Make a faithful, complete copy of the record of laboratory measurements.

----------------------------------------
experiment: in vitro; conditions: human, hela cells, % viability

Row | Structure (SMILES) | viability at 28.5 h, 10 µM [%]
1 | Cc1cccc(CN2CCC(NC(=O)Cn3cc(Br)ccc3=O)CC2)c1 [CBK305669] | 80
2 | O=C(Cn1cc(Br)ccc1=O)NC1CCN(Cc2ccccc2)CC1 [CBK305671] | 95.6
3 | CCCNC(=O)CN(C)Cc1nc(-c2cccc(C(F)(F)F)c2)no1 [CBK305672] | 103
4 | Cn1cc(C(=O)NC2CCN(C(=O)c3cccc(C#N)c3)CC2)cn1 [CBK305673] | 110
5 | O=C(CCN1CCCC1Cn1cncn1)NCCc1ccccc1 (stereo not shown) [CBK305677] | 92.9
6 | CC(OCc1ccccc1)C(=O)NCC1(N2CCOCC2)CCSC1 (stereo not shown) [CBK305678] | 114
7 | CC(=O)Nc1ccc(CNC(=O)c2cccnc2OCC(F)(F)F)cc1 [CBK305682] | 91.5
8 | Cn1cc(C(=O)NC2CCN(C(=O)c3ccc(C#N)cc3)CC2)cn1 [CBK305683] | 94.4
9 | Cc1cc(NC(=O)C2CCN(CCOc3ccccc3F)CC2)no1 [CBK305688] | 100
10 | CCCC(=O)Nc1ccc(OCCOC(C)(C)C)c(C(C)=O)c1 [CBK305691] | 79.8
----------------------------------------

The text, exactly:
experiment: in vitro; conditions: human, hela cells, % viability

Row | Structure (SMILES) | viability at 28.5 h, 10 µM [%]
1 | Cc1cccc(CN2CCC(NC(=O)Cn3cc(Br)ccc3=O)CC2)c1 [CBK305669] | 80
2 | O=C(Cn1cc(Br)ccc1=O)NC1CCN(Cc2ccccc2)CC1 [CBK305671] | 95.6
3 | CCCNC(=O)CN(C)Cc1nc(-c2cccc(C(F)(F)F)c2)no1 [CBK305672] | 103
4 | Cn1cc(C(=O)NC2CCN(C(=O)c3cccc(C#N)c3)CC2)cn1 [CBK305673] | 110
5 | O=C(CCN1CCCC1Cn1cncn1)NCCc1ccccc1 (stereo not shown) [CBK305677] | 92.9
6 | CC(OCc1ccccc1)C(=O)NCC1(N2CCOCC2)CCSC1 (stereo not shown) [CBK305678] | 114
7 | CC(=O)Nc1ccc(CNC(=O)c2cccnc2OCC(F)(F)F)cc1 [CBK305682] | 91.5
8 | Cn1cc(C(=O)NC2CCN(C(=O)c3ccc(C#N)cc3)CC2)cn1 [CBK305683] | 94.4
9 | Cc1cc(NC(=O)C2CCN(CCOc3ccccc3F)CC2)no1 [CBK305688] | 100
10 | CCCC(=O)Nc1ccc(OCCOC(C)(C)C)c(C(C)=O)c1 [CBK305691] | 79.8